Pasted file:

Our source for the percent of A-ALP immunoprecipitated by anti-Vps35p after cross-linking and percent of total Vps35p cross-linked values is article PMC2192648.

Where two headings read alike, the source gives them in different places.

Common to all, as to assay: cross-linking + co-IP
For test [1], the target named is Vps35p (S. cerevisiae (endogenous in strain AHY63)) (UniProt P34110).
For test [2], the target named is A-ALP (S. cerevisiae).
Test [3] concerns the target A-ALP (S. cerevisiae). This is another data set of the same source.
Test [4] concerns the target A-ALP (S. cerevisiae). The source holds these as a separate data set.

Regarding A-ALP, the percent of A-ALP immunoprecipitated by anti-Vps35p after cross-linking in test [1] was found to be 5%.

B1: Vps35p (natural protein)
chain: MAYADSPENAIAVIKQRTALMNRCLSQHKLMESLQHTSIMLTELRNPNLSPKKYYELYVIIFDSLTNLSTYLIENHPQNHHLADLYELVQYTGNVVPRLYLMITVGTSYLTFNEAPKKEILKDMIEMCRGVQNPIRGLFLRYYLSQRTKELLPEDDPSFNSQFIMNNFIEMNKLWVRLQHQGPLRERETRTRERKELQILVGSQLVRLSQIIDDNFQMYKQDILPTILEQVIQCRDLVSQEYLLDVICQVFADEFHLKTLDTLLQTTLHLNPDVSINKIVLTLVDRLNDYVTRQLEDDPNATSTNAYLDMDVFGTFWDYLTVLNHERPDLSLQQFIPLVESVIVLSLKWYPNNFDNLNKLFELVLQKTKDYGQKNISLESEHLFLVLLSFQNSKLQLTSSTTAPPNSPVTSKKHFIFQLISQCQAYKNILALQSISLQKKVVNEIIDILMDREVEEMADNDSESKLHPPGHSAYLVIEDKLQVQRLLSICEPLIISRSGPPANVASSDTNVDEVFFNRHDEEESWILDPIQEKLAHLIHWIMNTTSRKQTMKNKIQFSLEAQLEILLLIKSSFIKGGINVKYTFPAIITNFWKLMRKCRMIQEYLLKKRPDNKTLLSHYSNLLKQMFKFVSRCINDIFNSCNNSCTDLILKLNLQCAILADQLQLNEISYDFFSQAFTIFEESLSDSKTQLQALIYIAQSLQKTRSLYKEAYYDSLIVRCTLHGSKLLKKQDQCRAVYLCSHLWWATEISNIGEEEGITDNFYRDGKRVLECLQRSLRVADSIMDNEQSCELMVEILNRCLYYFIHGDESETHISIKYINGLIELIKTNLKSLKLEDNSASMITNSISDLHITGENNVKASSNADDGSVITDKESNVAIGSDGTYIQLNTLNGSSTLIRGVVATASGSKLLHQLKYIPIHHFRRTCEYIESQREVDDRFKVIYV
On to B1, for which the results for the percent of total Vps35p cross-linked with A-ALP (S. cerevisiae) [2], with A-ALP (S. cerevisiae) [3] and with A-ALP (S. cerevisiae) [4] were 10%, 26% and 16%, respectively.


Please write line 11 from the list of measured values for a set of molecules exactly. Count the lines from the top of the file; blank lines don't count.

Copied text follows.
On to B1, for which the results for the percent of total Vps35p cross-linked with A-ALP (S. cerevisiae) [2], with A-ALP (S. cerevisiae) [3] and with A-ALP (S. cerevisiae) [4] were 10%, 26% and 16%, respectively.